The stock price of Wendy’s Co [linkme to=”WEN”] has gone up by over 1.51% today till the late morning trading session. The stock closed at $10.62 on Tuesday.
The Ohio based company is an American international fast food restaurant chain founded by Dave Thomas on November 15, 1969, in Columbus, Ohio, United States. As of 2016, Wendy’s was the world’s third largest hamburger fast food chain with 6,490 locations, following Burger King’s 15,003 locations and McDonald’s’ 36,525 locations. On April 24, 2008, the company announced a merger with Triarc Companies Inc., a publicly traded company and the parent company of Arby’s. Despite the new ownership, Wendy’s headquarters remained in Dublin. Previously, Wendy’s had rejected more than two buyout offers from Triarc. Following the merger, Triarc became known as Wendy’s/Arby’s Group, and later as The Wendy’s Company.
As of January 3, 2016, there were a total of 6,479 locations, including 632 that are company-owned. Approximately 85% of Wendy’s restaurants (or 5,847 locations) are franchised, and 77% of them are located in North America. Wendy’s and its affiliates employ more than 47,000 people in its global operations. In fiscal year 2006, the firm had $2.469 billion (USD) in total sales. While Wendy’s sets standards for exterior store appearance, food quality and menu, individual owners have control over hours of operations, interior decor, pricing and staff uniforms and wages.
Meanwhile, the Coalition of Immokalee Workers (CIW) – an internationally renowned farm worker group (and leading early labor ally of one former presidential candidate)—is leading a nationwide boycott of Wendy’s, to pressure the fast-food giant to participate in a “worker-led social responsibility” system that links corporate accountability with labor justice from farm to table.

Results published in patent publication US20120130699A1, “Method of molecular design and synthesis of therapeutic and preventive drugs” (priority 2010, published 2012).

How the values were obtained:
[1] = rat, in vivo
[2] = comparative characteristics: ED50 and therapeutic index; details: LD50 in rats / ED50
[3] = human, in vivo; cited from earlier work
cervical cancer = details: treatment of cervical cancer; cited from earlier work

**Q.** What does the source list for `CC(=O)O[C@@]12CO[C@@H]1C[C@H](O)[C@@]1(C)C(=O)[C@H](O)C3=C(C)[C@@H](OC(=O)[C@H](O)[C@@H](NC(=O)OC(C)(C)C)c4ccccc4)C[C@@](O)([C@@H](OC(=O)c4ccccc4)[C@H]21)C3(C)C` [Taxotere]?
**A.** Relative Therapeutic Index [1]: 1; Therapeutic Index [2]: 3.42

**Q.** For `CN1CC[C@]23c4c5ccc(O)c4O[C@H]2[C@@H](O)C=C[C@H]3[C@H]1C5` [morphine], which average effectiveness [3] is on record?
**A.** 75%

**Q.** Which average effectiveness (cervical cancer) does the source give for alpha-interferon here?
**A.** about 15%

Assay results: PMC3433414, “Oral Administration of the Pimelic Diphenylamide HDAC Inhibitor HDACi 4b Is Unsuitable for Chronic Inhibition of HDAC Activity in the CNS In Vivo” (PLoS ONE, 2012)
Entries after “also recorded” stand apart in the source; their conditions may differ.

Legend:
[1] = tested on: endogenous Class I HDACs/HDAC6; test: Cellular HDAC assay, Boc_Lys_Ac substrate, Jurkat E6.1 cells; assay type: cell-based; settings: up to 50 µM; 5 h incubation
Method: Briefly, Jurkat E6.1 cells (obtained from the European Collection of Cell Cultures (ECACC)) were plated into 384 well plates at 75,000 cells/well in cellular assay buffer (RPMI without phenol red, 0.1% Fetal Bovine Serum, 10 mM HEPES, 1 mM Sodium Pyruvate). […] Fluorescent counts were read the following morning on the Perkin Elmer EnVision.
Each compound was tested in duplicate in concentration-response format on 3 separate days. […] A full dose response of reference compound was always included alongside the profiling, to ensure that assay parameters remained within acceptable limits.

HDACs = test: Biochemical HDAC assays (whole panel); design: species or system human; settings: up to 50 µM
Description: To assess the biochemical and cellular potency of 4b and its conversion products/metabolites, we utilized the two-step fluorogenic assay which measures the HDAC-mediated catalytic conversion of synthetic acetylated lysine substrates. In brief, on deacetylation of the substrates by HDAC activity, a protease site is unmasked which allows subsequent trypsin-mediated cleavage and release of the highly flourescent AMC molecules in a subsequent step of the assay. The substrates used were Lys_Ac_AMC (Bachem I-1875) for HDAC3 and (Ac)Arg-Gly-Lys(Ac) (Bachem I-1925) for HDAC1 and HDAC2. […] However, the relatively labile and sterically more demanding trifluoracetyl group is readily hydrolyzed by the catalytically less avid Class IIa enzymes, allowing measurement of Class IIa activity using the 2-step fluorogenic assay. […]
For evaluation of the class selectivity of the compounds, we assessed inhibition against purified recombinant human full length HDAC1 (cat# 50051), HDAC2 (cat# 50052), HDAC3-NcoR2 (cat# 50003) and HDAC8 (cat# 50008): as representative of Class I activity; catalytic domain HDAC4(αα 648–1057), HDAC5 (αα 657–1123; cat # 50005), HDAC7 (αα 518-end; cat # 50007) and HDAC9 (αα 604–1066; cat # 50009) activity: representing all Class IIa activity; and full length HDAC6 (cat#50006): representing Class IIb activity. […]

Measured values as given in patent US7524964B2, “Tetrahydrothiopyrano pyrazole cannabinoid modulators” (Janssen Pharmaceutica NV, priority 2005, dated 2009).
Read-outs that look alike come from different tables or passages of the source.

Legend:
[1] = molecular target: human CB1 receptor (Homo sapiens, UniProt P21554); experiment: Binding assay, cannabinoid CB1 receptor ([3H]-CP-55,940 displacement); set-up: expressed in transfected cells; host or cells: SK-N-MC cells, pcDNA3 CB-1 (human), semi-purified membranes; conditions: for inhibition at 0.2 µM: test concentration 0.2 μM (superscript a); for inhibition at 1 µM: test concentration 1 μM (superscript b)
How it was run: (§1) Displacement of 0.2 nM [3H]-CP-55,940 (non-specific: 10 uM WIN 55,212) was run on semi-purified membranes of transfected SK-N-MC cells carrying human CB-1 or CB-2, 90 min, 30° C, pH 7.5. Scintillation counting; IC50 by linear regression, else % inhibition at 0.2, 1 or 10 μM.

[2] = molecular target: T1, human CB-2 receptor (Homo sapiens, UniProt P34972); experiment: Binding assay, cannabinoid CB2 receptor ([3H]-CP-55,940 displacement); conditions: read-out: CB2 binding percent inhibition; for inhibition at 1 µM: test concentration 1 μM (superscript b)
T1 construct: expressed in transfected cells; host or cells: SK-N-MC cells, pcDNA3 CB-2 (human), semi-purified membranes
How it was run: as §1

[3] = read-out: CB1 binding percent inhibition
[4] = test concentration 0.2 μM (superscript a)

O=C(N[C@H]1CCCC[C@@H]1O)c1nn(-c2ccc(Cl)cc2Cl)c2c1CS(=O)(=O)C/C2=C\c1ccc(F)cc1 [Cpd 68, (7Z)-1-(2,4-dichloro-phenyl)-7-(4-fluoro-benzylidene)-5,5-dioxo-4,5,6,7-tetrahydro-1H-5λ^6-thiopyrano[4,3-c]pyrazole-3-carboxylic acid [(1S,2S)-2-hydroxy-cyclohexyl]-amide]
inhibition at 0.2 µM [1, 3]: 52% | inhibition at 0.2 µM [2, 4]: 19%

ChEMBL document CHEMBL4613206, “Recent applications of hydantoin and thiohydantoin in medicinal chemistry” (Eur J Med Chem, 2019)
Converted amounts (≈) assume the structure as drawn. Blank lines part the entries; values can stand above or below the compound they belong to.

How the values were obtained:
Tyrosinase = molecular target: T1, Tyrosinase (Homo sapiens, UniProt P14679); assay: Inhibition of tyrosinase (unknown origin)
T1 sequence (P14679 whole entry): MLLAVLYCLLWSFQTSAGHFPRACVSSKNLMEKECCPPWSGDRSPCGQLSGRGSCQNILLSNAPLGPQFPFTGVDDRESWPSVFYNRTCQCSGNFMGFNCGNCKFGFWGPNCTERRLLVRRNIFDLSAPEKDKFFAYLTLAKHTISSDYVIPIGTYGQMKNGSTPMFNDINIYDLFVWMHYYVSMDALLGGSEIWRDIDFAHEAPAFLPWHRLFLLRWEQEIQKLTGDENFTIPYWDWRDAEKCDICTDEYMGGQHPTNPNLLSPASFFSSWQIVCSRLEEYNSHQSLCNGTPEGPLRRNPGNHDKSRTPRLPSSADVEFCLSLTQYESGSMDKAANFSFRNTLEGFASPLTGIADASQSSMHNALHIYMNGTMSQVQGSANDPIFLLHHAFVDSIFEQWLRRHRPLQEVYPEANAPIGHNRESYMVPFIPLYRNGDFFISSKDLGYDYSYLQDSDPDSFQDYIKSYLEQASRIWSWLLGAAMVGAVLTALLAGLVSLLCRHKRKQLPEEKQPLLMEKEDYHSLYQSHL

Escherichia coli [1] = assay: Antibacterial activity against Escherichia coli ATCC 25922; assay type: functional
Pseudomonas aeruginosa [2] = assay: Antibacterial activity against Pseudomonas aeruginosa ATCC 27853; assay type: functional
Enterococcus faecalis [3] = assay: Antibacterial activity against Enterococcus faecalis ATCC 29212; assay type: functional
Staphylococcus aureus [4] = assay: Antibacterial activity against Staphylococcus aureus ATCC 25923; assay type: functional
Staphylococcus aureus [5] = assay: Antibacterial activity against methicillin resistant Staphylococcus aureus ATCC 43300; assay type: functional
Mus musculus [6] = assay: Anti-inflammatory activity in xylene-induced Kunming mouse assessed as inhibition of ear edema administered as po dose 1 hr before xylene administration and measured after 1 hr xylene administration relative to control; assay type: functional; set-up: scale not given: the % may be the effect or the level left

CIW farmworker-member Julia De La Cruz spoke from a recent summit of activists in Florida, where community groups strategised on the nationwide boycott: “Wendy’s is continuing to profit from the sweat of workers and not acknowledging the work that we do. They don’t even want a dialogue with us. And what we’re to make them do is take responsibility for the workers in their supply chain.”
Although other brands like Whole Foods and Subway have been pressured to sign on to CIW’s Fair Food program, Wendy’s has issued its own corporate social-responsibility code, presented in a glossy 20-page booklet that workers say is full of empty promises.
Wendy’s states that “Suppliers are expected to fairly compensate and provide wages, benefits and overtime premiums to their employees that comply with applicable laws and regulations.” Notably, the plan does not layout general rules for fair labor conditions beyond the legal minimum, without mandating direct sanctions for suppliers who fail to meet the company’s “expectations.” CIW rejects the softer language, insisting on its own system of regular auditing under a worker-led monitoring program, which ties corporate membership in the program to a system of sanctions for violations.
Our analysts have given a “HOLD” rating to Wendy’s stock. Today’s rise indicates a positive response from the market, however the drop yesterday makes it risky to buy it as of now and hence the current holders of this stock are advised to hold it.